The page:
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The three top officials in Afghanistan’s Kandahar Province were killed when their own guards opened fire on them at a security conference Thursday, the deputy provincial governor said, and a Taliban spokesman said the target was Washington’s top general in Afghanistan, Scott Miller, who escaped without injury, according to NATO.

Agha Lala Dastageri, Kandahar’s deputy provincial governor, said powerful provincial police chief Abdul Raziq was among the dead, along with Kandahar governor Zalmay Wesa, who died of his wounds at a nearby hospital.

Mr. Dastageri said provincial intelligence chief Abdul Mohmin also died inside the governor’s sprawling residence where the attack occurred.

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Three Americans – a service member and two civilians workers – were wounded in the shooting, said U.S. Colonel Knut Peters, a spokesman for the North Atlantic Treaty Organization’s troops in Afghanistan. Their conditions were not immediately known.

“Gen. Miller is unhurt,” Col. Peters said. Gen. Miller is the commander of U.S. and NATO troops in Afghanistan.

It was members of Mr. Wesa’s elite guard unit who turned their guns on their colleagues during a high-level security meeting ahead of Saturday’s parliamentary elections.

Khalid Pashtoon, a member of parliament from the province, said Afghan Security Forces cordoned off the area and a U.S. military helicopter circled overhead as a gun battle that began at 3 p.m. local time raged on for more than one hour.

Col. Peters said initial reports indicate one of the original attackers is dead. He had no further information.

In a telephone interview, the spokesman for the Taliban in Afghanistan’s southern region, Yousuf Ahmadi, said the Taliban carried out the attack. He said Gen. Miller was the target and said Mr. Raziq, the governor and the intelligence chief were killed.

Mr. Pashtoon said an Afghan military corps commander was also among the dead, although he didn’t name him.

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An Interior Ministry official, speaking on condition of anonymity because he was not authorized to speak to the media, said Mr. Raziq rarely visited the governor’s residence and was meticulous about his own security.

Mr. Raziq was a particularly powerful figure in southern Kandahar and a close U.S. ally despite widespread allegations of corruption. He ruled in Kandahar, the former Taliban heartland, with an iron fist and had survived several attempts to kill him, including one last year that resulted in the death of five diplomats from the United Arab Emirates.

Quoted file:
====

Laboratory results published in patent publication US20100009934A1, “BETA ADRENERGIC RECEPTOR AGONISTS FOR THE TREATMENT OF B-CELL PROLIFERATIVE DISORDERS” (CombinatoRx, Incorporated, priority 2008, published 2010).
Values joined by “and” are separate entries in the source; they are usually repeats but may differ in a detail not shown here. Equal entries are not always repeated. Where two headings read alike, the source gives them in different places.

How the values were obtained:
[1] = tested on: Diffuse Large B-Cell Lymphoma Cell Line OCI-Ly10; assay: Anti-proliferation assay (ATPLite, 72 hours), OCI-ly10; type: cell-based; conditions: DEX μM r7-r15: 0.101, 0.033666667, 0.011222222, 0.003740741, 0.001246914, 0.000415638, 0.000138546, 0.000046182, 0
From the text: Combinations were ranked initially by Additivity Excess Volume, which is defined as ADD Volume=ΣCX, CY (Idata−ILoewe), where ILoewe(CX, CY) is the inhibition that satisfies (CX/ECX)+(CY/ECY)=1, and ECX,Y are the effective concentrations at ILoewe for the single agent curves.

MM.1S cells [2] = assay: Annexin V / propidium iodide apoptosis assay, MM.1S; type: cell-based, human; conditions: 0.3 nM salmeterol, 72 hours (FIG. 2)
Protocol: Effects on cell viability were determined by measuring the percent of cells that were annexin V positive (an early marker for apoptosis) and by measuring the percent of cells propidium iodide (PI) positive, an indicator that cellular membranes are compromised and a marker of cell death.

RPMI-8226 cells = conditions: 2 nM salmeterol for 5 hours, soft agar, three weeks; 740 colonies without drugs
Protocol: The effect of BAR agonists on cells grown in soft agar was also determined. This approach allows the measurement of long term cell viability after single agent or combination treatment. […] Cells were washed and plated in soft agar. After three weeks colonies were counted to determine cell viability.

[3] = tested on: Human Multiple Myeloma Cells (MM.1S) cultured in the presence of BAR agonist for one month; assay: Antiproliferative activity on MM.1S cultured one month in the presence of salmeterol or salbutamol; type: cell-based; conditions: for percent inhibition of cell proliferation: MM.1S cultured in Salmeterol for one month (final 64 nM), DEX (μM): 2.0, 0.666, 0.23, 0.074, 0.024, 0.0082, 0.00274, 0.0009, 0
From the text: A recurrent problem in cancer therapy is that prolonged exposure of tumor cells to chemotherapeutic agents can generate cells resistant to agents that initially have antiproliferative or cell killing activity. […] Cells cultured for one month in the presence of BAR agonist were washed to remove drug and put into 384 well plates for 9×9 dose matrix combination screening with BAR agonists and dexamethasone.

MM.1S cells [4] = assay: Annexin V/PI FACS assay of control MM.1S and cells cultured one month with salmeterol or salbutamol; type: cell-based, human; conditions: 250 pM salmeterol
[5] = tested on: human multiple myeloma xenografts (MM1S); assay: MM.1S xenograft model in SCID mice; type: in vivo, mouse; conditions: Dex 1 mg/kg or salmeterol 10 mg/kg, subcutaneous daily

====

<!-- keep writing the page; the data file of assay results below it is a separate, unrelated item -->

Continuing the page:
Security has been steadily deteriorating in Afghanistan, with increasingly brazen attacks being carried out by insurgents, and Afghanistan’s security forces have been on high alert ahead of Saturday’s elections.

The Taliban have threatened the polls and warned teachers and students not to participate in the vote and not to allow schools to be used as polling centres. The insurgents said in a statement Wednesday that they will target Saturday’s elections, which they view as illegitimate, but that they do not want to harm civilians.

Meanwhile, a NATO convoy was attacked late Wednesday near the Afghan capital, killing two civilians and injuring five Czech troops, Afghan officials and the Czech military said Thursday.

The attack, which took place in the district of Bagram in Parwan Province, also wounded three Afghan civilians, said Wahida Shakar, spokeswoman for the provincial governor.

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Bagram is about 40 kilometres from Kabul and is also the home of a sprawling U.S. military base.

The Taliban claimed responsibility for the attack.

Of the five Czech soldiers, one was seriously injured when their vehicle overturned following the explosion. The soldier underwent surgery and the Czech military said he was not in life-threatening condition.

Earlier, NATO spokeswoman Debra Richardson had said three alliance service members were hurt in the bombing but didn’t provide more details.

Taliban spokesman Zabihullah Mujahid said an insurgent suicide bomber rammed his car into the NATO convoy.

The attack on the NATO convoy came at the end of a particularly violent day across Afghanistan as tensions are rising ahead of the country’s parliamentary elections on Saturday.

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A Taliban bombing in southern Helmand Province killed a candidate running in the elections. The Taliban also attacked checkpoints in the northern Baghlan Province, killing six policemen and wounding two others in a four-hour battle. Also, in eastern Maidan Wardak Province, a suicide car bomber targeted a military vehicle, killing two Afghan army troops.

In recent months, Afghan troops have come under near-daily attacks. NATO troops, which handed over security to Afghan forces at the end of 2014, mostly train and assist with air power. So far this year, eight U.S. soldiers and three other NATO service members have died in Afghanistan.

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